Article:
The best part of the day is often when I get to stretch out on my couch or my bed and just let go. Sink in, spread out, and breathe. Feet up on the far armrest—hopefully not usually kicking over the new, unopened bottle of some sort of face wash with sulphur in it for the perfection of the skin of my chin like I just did now, god I love my life and my desire for Face Progress—and also hopefully not at 10:30 a.m.
Some of my best naps are just after I've eaten breakfast. Once I've gone to the bathroom and filled my stomach and decided to leisurely read for the morning before biking to the office at ten to one, the body that just couldn't sleep from 7:50 onward is ready to give it another go, and my mind checks out and then there's nothing to do but set an alarm for noon and hope I'm not too sad when I wake up and realize I have to move and also all my beautiful, daylit free time is gone.
But the relaxation that doesn't herald a guilty nap, that's golden. (I want to take a moment here to mourn the loss of class schedules and dorm living, because the best naps of my life were the winter of my sophomore year. I had eleven to one free, or twelve to three, and that totally justified an afternoon nap. If I didn't eat lunch I could just head up to my room, peel off my scarf, cardigan, jeans, and socks to reveal the perfect nap uniform of tight but cozy H&M turtleneck and leggings. The only good thing about our room facing the weak winter north was that the drapes made it dark enough for a good nap. It was the best. And the point was that this oblivion was guilt-free. It was earned.)
In the evenings, if I'm at home and without plans, I eat dinner and tidy up my living/bedroom, but probably don't do the dishes in the kitchen because that's such a morning thing to do. I read nonfiction, or a novel (nonfiction's really more for the morning too, I think, except that it is sometimes one of the factors leading to the guilty 10:45 a.m. nap; I don't know that I can ever go to grad school because every time I read something factual I fall asleep), or I watch TV on DVD, maybe with popcorn. I breathe.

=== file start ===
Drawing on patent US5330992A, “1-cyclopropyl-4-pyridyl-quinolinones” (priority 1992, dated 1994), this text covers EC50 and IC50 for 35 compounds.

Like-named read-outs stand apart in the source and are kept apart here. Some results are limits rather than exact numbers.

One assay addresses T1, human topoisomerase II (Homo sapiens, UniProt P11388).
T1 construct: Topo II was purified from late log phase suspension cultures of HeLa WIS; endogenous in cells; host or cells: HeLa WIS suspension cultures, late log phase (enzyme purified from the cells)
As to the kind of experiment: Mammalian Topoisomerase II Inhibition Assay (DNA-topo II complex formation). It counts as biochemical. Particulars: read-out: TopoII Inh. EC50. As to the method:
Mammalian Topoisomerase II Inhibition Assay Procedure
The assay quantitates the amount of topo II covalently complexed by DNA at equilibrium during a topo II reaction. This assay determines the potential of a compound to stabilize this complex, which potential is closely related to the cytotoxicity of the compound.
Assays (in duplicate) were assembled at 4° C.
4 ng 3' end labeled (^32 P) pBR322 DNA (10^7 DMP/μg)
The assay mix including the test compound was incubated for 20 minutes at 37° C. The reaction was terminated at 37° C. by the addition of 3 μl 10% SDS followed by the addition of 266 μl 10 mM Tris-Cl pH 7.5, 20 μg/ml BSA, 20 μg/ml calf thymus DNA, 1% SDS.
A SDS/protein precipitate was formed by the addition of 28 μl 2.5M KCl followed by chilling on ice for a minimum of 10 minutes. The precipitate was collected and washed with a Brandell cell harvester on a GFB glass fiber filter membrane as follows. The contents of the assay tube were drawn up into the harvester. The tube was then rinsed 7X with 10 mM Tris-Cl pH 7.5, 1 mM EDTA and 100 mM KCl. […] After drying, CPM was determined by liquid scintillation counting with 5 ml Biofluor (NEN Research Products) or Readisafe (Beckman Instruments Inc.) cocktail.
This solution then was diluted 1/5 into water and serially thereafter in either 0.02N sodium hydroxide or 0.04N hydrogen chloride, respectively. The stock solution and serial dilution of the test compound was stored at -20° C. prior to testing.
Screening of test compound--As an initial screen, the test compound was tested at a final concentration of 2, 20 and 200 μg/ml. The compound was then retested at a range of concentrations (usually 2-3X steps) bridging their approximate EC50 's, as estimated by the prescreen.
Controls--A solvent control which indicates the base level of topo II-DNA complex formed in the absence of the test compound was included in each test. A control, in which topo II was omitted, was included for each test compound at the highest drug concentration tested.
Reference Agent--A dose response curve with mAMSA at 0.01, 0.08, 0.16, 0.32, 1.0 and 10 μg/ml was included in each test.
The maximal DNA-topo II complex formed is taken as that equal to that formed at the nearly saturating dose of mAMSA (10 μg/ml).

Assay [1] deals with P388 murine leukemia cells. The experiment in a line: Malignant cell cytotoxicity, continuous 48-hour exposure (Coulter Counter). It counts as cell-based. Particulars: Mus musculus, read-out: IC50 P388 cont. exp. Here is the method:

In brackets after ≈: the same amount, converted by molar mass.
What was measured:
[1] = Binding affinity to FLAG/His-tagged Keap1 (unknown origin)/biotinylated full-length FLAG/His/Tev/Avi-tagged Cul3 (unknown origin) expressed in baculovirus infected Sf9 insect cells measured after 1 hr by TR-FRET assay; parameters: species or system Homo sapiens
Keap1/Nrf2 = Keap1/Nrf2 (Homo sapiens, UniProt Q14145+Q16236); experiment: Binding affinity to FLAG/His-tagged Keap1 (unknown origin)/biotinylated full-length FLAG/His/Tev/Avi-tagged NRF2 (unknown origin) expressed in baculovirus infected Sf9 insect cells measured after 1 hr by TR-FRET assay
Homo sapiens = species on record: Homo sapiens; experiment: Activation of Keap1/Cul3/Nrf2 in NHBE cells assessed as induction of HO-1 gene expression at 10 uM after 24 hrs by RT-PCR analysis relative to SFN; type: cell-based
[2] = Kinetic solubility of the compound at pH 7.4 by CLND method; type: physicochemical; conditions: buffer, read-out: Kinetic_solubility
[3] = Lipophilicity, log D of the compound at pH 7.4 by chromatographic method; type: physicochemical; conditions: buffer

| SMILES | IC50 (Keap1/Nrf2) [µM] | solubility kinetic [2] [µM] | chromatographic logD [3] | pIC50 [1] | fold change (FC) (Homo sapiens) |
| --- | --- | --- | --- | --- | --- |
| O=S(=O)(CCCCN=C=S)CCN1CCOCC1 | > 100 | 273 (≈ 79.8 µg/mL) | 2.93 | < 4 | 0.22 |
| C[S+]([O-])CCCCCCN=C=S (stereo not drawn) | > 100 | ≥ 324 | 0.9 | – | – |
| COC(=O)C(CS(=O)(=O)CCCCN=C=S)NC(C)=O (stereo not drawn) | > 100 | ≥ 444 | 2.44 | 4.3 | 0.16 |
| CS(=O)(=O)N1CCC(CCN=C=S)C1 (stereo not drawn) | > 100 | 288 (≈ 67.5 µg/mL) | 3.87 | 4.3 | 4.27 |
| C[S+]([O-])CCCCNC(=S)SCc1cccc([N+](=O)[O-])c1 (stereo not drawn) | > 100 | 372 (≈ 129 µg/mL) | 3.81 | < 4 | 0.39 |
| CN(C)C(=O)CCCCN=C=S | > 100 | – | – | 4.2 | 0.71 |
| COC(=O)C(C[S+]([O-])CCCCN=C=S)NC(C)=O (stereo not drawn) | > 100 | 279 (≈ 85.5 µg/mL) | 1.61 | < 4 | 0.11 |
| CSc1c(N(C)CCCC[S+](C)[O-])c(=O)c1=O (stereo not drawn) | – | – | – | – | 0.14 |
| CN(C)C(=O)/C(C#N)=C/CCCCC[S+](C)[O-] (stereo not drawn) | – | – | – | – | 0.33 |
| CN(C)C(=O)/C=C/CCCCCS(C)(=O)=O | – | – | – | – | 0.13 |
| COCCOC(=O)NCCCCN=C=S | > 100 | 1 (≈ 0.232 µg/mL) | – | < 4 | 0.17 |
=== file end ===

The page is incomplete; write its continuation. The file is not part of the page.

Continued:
If I had internet, I could connect with friends far away, but some of their time zones make this unlikely. If I had internet, I might not breathe because of the clicking frenzy and the typetypetyping storm. I'm typing this now sans internet, and I still feel that boring computer rush, the one that locks me in and would keep me up until 3 a.m. when I had people online or no real reason not to. It can't win tonight, because there's just me and this screen, no other people, nothing to read, and a bed calling out to me.
I was thinking I should do yoga every time I blogged. That sounds weird. After an evening blog post, before a morning one, something like that. Because I should do yoga every day, because exercise, flexibility, clearing one's mind. But if that were a requirement, I would probably quit this blogging streak. It's a lesson I learned long ago: don't try to develop too many new habits at once, because you're more likely to develop none.